Despite his upbringing, surrounded by books and learning as the son of a man who became vice-chancellor of Oxford, snobbery never touched him. He loved red wine, but the quantity mattered rather than the quality. His idea of an elegant dinner was macaroni cheese with a kipper thrown in, and with pages of the Financial Times (for which he had written from Paris) spread on the table as a cloth. His decade in Africa in the 1960s made him feel “in more vainglorious moments” that he was a black-Africa buff and an old Kalahari hand, but he approached the place humbly: at his school at Shashe River he dug fields and scrubbed latrines with the rest.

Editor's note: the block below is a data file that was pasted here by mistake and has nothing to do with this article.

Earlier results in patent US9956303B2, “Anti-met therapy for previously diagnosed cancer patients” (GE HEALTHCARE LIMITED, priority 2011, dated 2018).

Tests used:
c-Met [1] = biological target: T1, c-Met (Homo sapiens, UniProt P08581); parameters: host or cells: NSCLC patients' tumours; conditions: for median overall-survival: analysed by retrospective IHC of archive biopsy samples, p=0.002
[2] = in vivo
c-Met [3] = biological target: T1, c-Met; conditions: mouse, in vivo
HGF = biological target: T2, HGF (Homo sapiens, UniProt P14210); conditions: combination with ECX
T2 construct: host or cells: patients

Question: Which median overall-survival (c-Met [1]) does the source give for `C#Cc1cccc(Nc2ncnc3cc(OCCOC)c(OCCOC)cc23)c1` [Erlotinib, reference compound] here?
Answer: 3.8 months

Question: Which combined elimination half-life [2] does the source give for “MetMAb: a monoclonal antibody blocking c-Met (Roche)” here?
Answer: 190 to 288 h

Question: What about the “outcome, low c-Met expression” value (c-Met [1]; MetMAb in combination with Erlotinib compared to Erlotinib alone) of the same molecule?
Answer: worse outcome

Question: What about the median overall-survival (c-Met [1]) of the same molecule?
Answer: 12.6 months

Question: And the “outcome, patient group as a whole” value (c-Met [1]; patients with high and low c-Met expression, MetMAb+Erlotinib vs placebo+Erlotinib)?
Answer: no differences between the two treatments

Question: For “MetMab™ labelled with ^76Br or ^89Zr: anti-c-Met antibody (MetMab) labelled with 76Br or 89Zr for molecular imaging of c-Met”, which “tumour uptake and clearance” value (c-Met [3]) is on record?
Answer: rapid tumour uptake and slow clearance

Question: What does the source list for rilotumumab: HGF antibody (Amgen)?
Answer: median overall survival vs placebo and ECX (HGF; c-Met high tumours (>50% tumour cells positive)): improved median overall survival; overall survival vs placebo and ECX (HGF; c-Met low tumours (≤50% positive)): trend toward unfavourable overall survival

Thursday, July 21, 2011
Paragraph of the day
From the Economist’s obituary of Robert Oakeshott, a passionate advocate of workers’ co-operatives who inadvertently damaged Doris Lessing (the full obit is here):